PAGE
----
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It is no longer a question of if Artificial Intelligence [AI] will see greater use in the food processing industry. Instead, it is simply a question of how significantly and how swiftly AI and food industry are catching up.
Imagine a world where produce is grown with heightened nutritional and flavor profiles. This produce is sorted with minimal wastage and makes its way to manufacturing plants. Here, it is incorporated into recipes based on consumer preferences amid stringent food safety regulations. With end-to-end visibility and optimized inventory, the product is sold rapidly.
You reserve a table through your phone. Walk into the restaurant and browse the menu at leisure. You order without being conscious of your preferences. Until now you have only interacted with a bot. You are served by a waiter who knows your tastes and makes excellent recommendations. You leave feeling satisfied with the amazing experience and promise to return.
You no longer have to imagine. Artificial Intelligence in food industry is a viable reality.
Artificial Intelligence in food service is not taking over jobs. Instead, it is working with personnel to create a humane and competent source to table ecosystem.
Top Applications of AI in Food Industry
While the food industry has not been the most amenable to technology in the past, AI will be the catalyst for bringing in this revolution.
AI in the food and beverage market was valued at USD 3.07 billion in 2020. This is expected to reach USD 29.94 billion by 2026 at a CAGR of over 45.77%.
Evolving consumer needs for fast, high-quality, affordable, and easily accessible food options have precipitated these changes.
Sorting Fresh Produce
Sorting through produce is one of the most time-consuming processes faced by businesses that receive fresh produce. This is an incredibly time-consuming, labor-intensive job. AI helps in sorting fresh produce based on the end-use and optimizes usage while maximizing resources.
For instance, sorting produce by size. Whether manufacturing french fries, chips, or hash browns, machines are currently programmed to deliver consistent products regardless of the individual characteristics of each potato. Unfortunately, this uniform processing disregards the natural variations in the size and shape of potatoes leading to food waste.
TOMRA, a company founded in Norway, develops sensor-based optical sorting solutions with machine learning capabilities. Potatoes most suitable for the end product [french fries, wedges, or crisps] are identified and separated by deploying various technologies, including cameras and near-infrared sensors. TOMRA claims their sorting and peeling solutions recover 5-10% of production by reducing the amount thrown out.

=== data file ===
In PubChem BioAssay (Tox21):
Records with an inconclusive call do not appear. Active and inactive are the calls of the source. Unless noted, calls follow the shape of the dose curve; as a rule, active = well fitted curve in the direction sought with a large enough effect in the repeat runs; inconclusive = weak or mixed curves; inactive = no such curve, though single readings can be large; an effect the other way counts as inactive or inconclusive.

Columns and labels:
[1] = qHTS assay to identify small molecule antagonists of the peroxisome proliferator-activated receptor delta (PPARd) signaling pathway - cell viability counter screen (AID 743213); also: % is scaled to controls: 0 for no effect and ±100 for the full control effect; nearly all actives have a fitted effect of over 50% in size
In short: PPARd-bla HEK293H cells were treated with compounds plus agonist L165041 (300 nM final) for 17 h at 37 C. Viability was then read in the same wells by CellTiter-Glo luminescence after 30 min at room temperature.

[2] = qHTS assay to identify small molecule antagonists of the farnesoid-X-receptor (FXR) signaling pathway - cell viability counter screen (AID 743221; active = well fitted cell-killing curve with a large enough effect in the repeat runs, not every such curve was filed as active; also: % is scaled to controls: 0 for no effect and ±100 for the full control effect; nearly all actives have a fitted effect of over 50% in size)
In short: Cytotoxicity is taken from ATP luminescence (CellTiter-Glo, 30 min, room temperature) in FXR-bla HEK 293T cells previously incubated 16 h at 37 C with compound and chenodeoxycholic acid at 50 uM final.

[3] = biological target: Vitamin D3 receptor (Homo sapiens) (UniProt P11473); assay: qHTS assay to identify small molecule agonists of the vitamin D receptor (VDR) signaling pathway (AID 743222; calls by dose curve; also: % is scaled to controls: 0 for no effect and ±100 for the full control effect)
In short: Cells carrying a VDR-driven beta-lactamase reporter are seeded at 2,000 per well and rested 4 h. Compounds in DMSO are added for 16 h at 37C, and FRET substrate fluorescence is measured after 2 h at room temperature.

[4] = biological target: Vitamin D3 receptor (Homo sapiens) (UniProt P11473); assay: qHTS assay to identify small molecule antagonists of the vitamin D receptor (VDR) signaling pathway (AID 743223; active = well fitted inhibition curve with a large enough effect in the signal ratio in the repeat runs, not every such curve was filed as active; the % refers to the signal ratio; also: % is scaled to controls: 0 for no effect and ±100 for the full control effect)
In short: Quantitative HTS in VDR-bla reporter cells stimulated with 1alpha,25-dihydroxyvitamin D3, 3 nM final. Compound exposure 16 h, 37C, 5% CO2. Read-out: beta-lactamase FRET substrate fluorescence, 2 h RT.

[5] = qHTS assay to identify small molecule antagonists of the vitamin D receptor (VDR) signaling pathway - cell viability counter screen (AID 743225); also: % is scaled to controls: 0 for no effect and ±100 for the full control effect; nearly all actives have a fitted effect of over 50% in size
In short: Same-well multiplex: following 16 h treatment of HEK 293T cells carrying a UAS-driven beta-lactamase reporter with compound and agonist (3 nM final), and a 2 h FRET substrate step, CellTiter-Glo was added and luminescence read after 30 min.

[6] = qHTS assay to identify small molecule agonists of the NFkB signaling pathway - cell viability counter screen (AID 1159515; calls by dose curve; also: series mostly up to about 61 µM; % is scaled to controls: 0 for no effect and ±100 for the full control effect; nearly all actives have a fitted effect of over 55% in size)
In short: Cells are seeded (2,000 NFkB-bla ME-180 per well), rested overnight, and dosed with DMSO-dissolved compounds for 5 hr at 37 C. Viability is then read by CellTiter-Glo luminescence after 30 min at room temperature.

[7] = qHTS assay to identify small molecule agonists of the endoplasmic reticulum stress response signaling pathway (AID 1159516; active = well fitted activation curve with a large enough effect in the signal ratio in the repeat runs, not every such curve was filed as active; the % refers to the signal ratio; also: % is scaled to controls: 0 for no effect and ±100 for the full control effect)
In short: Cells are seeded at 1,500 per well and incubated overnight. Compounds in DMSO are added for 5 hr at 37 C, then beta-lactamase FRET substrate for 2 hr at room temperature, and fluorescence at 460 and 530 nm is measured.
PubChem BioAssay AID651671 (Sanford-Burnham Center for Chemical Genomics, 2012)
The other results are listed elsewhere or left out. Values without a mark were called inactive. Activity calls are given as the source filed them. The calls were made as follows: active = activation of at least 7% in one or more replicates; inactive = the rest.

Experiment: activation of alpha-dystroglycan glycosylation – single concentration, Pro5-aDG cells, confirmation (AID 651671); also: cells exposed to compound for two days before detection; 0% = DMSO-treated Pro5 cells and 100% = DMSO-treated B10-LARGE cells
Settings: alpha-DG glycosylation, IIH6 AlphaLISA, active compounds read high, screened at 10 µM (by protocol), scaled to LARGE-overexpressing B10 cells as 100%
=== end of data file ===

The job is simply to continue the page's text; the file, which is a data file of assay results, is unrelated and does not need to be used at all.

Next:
Similarly, TOMRA also works in sorting through a fresh delivery of tomatoes, and picking out off-color ones decreases the probability of rejection by the retailer or consumer.
Deploying AI in food technology for sorting fresh produce leads to –
- Improved efficiency
- Reduced waste
- Higher yield
- Reduced sorting time
- Enhanced customer satisfaction
Streamlining the Supply Chain
As food safety regulations grow stricter, companies are required to maintain compliance and transparency. Artificial Intelligence in food technology proves to be of immense help in these situations. Being able to evaluate and observe food safety measures throughout the supply chain helps in maintaining accountability.
US food waste is about one-third of everything produced, equaling about 60 tons and $160 billion each year. While some of that waste happens in homes, a large amount is lost in the supply chain.
By 2035, Accenture predicts that AI will boost profitability by an average of 38% in the grocery industry by reducing wastage.
Symphony RetailAI, headquartered in Texas, helps in streamlining the supply chain in food service by deploying AI in food technology. Their technology is capable of providing actionable insights based on real-time data driving improved performance and profit.
Leveraging AI in supply chain management leads to:
- Transparent Pricing
- Maintaining Food Safety
- Simplified Inventory Management
- End-to-End Visibility
- Maintaining Compliance
- Reducing Wastage
With AI tracking market demand, there is end-to-end visibility in the supply chain. This ensures that the available products are optimally assigned and dispatched, avoiding wastage.
Must Read: AI is Boosting Food Innovation
Maintaining Food Safety Compliance
Food safety is non-negotiable. AI and food industry are coming together to maintain good personal hygiene on plant floors or kitchens.
Some of the common pain points in food plants and restaurant kitchens include: